CHMP Backs Mepolizumab for Severe Eosinophilic Asthma

Megan Brooks

Disclosures

September 24, 2015

The Committee for Medicinal Products for Human Use (CHMP) of the European Medicines Agency has recommended approval of mepolizumab (Nucala, GlaxoSmithKline) for add-on maintenance treatment in adults with severe refractory eosinophilic asthma, the company announced today.

Mepolizumab is an investigational humanized monoclonal antibody against interleukin 5 (IL-5). It prevents IL-5 from binding to its receptor on the surface of eosinophils, thereby reducing blood, tissue, and sputum eosinophil levels. It would be given at a dose of 100 mg administered subcutaneously once every 4 weeks.

The safety and efficacy of mepolizumab were demonstrated in two pivotal phase 3 studies involving several hundred patients with severe refractory eosinophilic asthma who received mepolizumab in addition to standard of care. Results showed that add-on mepolizumab led to a statistically significant reduction in asthma exacerbations and oral corticosteroid use.

The overall adverse event profile was similar between those receiving mepolizumab and those receiving standard of care only. The most commonly reported adverse reactions during treatment were headache, injection site reactions, and back pain. Other adverse events include lower respiratory tract infections, urinary tract infections, pharyngitis, nasal congestion, upper area of abdominal pain, eczema, pyrexia, systemic nonallergic administration-related reactions (including rash, flushing, and myalgia), and hypersensitivity reactions. There were no events of anaphylaxis attributed to mepolizumab.

"For these difficult-to-treat patients, there are very limited treatment options," Dave Allen, GSK chief of Respiratory Therapy Area Unit, R&D, said in a company news release. "Many struggle to control their asthma even when taking high doses of inhaled therapies and are often reliant on daily oral corticosteroids, which can cause serious long-term side effects. This positive opinion brings us a step closer to adding a targeted biologic therapy, specifically developed for patients with severe eosinophilic asthma, to our respiratory portfolio."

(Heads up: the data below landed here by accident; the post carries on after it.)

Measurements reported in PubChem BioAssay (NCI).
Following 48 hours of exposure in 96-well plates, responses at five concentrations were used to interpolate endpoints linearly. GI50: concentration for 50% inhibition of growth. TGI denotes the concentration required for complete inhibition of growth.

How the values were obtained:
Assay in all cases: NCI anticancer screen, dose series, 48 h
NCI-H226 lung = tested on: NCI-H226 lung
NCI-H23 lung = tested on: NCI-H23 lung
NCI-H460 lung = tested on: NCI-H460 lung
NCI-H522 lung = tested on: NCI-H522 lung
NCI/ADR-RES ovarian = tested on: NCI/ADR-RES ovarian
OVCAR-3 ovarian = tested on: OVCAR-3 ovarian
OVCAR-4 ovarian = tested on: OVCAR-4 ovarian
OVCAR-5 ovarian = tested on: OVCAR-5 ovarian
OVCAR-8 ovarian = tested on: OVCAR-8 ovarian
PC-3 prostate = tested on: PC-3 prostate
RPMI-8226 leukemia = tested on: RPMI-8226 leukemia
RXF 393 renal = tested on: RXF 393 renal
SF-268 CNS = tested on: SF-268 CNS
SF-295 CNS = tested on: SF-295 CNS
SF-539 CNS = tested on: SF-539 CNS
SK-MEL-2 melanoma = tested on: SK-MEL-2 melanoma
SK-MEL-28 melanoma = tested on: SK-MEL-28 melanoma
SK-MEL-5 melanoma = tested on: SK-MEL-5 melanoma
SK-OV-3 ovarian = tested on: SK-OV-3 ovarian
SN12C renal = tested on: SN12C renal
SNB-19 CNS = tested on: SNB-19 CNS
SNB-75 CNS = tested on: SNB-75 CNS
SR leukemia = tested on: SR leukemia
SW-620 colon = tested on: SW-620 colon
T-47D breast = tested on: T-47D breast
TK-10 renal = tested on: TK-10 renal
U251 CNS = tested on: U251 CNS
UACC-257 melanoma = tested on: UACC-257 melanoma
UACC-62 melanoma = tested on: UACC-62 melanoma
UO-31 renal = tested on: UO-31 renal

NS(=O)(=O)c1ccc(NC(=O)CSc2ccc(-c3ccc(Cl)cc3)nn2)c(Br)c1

Mepolizumab is not currently approved in any country. Its approval would be the first for any monoclonal antibody to IL-5 for any indication.

In June, the Pulmonary-Allergy Drugs Advisory Committee of the US Food and Drug Administration unanimously recommended approval of mepolizumab for add-on maintenance treatment in adults with severe eosinophilic asthma. As reported by Medscape Medical News, based on the evidence presented at the meeting, panel member voting member Steve N. Georas, MD, professor of medicine, Division of Pulmonary and Critical Care Medicine, University of Rochester Medical Center, New York, said: "The question I ask myself is if my 16-year-old daughter was a steroid-dependent asthmatic, with a history of multiple exacerbations in the previous year, would I want to treat her with this compound, and the answer in my mind is a definite 'yes.' "

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